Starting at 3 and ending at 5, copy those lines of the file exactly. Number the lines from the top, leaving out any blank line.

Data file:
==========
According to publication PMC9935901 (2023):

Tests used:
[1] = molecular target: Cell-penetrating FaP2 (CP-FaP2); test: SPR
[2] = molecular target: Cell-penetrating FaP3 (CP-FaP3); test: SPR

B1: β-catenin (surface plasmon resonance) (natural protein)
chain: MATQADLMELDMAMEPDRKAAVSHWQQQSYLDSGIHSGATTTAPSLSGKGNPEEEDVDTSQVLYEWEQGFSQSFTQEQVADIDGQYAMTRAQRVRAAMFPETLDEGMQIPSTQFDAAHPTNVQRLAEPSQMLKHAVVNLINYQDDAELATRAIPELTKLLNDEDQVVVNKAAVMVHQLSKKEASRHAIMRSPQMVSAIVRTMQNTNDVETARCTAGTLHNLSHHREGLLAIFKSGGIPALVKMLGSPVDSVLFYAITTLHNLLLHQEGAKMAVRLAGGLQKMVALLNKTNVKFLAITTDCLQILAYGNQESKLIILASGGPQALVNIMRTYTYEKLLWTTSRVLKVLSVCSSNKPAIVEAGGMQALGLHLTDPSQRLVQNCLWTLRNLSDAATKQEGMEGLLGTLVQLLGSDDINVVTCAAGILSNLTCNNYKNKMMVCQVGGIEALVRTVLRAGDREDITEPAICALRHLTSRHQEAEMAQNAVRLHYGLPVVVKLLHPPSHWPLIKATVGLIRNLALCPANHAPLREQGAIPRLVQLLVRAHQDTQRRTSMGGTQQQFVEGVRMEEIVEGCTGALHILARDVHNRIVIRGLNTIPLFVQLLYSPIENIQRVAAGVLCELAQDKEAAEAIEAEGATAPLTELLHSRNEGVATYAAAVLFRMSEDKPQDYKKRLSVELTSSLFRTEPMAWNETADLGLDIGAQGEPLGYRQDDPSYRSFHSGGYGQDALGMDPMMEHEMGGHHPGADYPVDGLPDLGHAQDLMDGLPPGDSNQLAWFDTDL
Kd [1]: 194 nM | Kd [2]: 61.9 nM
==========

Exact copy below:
[1] = molecular target: Cell-penetrating FaP2 (CP-FaP2); test: SPR
[2] = molecular target: Cell-penetrating FaP3 (CP-FaP3); test: SPR

B1: β-catenin (surface plasmon resonance) (natural protein)